Give thanks to Burroughs for telling us ‘how’
This Is How: Proven Aid in Overcoming Shyness, Molestation, Fatness, Spinsterhood, Grief, Disease, Lushery, Decrepitude & More, For Young and Old Alike (Picador, 2013 reprint, $15) has minor flaws to irritate every reader. For me, the title on the dust-jacket of the original hardback was almost impossible to read, and certain sections of this “self-help” book — the chapter “How To Let A Child Die” was arrogant, sentimental, and condescending — were as annoying as a stink bug circling a light bulb.
And yet the more I read This is How, the more I flipped the pages, skipping here and there from one essay to the other, the more I appreciated the wisdom and experience that Augusten Burroughs brings to the reader. Author of Running With Scissors, Dry, and other memoirs, all of which describe his difficult youth, his alcoholism and drugs, and his sexuality, Burroughs here gives such honest, direct advice, cutting through much of the cant that surrounds so many issues these day, that I found myself reading parts of the book aloud to friends and sharing with others some of the many examples served up here.
In “How To Finish Your Drink,” for example, Burroughs discusses alcoholism, sobriety, and Alcoholics Anonymous. Though he believes that AA has helped drunks stay sober, and though he at one point attended AA meetings during his own battle with the bottle, Burroughs tells us what many former drunks already know: that you stop drinking when you want sobriety more. You stop getting wrecked when you decide you’d rather live without alcohol than bury yourself with a bottle. He writes: “My view is that the way to stop drinking is to stop drinking is laughably simplistic on the surface. It’s ‘Just say no.’”
Though this sounds like one of those anti-drug ads that used to appear on television, those who suffer from addiction — not just drinking, but any addiction — know that Burroughs is right on the money, that other people and organizations can offer help, but in the end only the addict can beat the addiction.
In the chapter “How To Identify Love By Knowing What It’s Not,” Burroughs begins with a list. Here are a few of his astute caveats:
“Love doesn’t use a fist.
“Love never calls you fat or lazy or ugly.
“Love doesn’t laugh at you in front of your friends.
“Love does not make you beg.
“Love does not maintain a list of your flaws and weaknesses.
“Love believes you.”
In “How To Feel Sorry For Yourself,” a chapter which should be required reading for every American, Burroughs ends by with this reminder: “Self-pity is waiting to be bottle-fed your dinner.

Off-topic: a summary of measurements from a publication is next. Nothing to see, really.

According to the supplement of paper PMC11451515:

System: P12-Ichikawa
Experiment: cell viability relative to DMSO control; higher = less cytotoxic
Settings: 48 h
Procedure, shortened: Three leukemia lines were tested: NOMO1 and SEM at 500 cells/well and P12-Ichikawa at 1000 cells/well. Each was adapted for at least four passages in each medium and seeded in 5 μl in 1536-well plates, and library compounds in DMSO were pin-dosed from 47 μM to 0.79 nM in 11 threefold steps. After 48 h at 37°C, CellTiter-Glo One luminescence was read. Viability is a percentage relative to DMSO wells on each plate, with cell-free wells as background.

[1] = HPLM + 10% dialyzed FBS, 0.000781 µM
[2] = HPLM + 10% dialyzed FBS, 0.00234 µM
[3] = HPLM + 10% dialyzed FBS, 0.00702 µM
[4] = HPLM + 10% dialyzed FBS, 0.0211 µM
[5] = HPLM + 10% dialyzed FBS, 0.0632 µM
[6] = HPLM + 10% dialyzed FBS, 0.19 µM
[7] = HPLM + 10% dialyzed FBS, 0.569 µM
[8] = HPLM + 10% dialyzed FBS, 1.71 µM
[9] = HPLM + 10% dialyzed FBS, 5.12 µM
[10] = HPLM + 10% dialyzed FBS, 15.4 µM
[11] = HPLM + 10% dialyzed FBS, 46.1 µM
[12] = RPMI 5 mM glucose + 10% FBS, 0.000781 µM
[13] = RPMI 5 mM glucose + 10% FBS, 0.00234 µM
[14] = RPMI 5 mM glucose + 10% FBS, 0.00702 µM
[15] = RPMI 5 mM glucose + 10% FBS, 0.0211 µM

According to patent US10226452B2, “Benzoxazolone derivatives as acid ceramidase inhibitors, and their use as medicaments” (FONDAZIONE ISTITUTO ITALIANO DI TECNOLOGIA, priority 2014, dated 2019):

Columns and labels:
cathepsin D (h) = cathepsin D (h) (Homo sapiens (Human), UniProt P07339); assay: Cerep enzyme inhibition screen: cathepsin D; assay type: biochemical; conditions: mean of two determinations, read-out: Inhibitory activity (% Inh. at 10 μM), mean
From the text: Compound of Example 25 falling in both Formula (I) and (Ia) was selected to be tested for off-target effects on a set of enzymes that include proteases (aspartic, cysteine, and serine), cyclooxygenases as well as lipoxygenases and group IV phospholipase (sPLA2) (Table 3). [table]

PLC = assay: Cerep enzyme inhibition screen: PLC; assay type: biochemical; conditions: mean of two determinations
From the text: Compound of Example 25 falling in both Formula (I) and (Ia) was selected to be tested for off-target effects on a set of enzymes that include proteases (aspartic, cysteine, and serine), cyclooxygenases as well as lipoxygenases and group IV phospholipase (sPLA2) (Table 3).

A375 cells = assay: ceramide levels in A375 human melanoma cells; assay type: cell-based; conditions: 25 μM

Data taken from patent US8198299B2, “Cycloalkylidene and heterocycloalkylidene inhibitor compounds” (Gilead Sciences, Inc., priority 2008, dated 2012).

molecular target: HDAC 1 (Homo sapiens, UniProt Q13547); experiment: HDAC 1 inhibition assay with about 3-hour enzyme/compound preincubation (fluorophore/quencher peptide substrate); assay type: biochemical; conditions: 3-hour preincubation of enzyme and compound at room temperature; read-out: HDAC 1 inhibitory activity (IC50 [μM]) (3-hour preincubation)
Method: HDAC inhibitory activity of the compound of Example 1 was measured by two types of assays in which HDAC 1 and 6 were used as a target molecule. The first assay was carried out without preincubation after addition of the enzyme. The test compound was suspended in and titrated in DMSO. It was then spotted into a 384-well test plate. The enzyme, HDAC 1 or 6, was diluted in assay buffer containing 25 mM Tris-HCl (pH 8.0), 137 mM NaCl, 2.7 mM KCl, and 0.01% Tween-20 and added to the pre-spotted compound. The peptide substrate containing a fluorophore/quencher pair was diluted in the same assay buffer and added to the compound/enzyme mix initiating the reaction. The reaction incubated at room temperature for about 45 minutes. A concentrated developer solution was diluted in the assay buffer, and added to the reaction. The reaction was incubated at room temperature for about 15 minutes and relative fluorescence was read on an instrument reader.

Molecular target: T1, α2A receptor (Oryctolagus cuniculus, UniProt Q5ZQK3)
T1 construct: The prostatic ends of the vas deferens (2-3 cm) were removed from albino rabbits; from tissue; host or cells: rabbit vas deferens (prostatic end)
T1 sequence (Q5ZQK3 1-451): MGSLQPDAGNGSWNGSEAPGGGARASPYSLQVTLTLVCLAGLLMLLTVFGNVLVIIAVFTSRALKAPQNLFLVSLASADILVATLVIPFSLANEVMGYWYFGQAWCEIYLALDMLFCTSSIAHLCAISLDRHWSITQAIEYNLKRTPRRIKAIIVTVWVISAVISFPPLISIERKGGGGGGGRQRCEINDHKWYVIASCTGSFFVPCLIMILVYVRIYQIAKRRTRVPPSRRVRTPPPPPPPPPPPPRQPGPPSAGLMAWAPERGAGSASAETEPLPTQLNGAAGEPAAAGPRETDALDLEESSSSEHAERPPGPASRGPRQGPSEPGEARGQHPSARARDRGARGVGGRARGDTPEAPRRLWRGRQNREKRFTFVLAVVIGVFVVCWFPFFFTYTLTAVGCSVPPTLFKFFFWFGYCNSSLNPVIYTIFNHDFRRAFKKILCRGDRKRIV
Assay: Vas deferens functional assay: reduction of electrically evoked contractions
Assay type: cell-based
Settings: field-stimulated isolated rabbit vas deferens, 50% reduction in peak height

“The truth behind the truth is this: even if you are a victim, you must never be a victim.
“Even if you deserve to be one.
“Because while you wait for somebody to come along and set things right, life has moved forward without you. “
The chapter that most moved me was “How To Be Fat.” Though I myself am no longer fat, I have overweight friends, particularly females, who obsess about being fat. Near the end of the chapter, after writing that “There is no shame in deciding you look fine just as you are. Or even better than fine. There is no shame in deciding just to be fat,” Burroughs includes a wonderful description of a woman he saw at a hotel swimming pool in Palm Springs. This woman entered the pool area wearing a sarong, high heels, and an oversized hat. She was, as Burroughs notes, what one would “typically call fat,” but he then writes:
“I was astonished by her beauty and her utter command of the entire area surrounding the pool. I glanced around at the other people near me and indeed, every man was watching her. Lust is not easily mistaken for repulsion; these men wanted her. The women sitting outside were watching her, too. And their expressions were just as easy to read, as clear as words printed on a white page: how the hell was she doing that?
“Because this woman was the sexiest, most sensual woman I had yet encountered in California. I expect the vast majority of those looking at her felt exactly the same way.”
He then imagines the woman, at an earlier point in her life, standing before a mirror in her jeans, accepting the fact that she was fat, and after deciding that she wanted to be “sexy as hell,” did the things that made her that way. “You manufacture beauty with your mind,” Burroughs tells us, and clearly his woman knew how to do that.
In the beginning of This is How, Burroughs includes a quotation from Galileo: “All truths are easy to understand once they are discovered: the point is to discover them.” Here Augusten Burroughs reveals some of the truths he has discovered, and I for one am grateful that he has shared them with the rest of us.
A thumbs-up on This is How.